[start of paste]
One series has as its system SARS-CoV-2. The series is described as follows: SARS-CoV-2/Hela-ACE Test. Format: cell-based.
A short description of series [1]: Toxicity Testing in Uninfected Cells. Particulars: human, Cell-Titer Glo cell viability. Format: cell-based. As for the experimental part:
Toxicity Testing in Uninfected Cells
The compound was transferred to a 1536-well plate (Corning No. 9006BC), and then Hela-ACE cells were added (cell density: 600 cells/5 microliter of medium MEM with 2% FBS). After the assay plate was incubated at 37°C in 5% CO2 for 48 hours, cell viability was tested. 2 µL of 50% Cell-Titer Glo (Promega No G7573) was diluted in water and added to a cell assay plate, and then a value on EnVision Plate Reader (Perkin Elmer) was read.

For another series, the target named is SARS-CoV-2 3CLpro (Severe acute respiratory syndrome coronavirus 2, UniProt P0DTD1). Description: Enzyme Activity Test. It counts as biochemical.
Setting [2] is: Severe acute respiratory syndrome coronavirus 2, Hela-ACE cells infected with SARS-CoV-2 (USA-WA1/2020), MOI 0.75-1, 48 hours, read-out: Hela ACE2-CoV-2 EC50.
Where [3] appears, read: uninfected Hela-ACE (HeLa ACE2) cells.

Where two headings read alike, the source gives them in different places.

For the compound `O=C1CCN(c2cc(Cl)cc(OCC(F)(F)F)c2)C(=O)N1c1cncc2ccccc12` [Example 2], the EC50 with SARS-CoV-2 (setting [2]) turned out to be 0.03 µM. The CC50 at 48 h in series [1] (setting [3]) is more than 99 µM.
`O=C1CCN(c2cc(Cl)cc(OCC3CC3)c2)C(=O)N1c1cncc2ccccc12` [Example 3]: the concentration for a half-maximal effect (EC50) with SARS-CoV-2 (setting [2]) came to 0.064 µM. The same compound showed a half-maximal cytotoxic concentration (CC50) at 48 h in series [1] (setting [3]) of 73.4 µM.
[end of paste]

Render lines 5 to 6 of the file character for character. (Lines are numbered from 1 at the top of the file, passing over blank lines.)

For another series, the target named is SARS-CoV-2 3CLpro (Severe acute respiratory syndrome coronavirus 2, UniProt P0DTD1). Description: Enzyme Activity Test. It counts as biochemical.
Setting [2] is: Severe acute respiratory syndrome coronavirus 2, Hela-ACE cells infected with SARS-CoV-2 (USA-WA1/2020), MOI 0.75-1, 48 hours, read-out: Hela ACE2-CoV-2 EC50.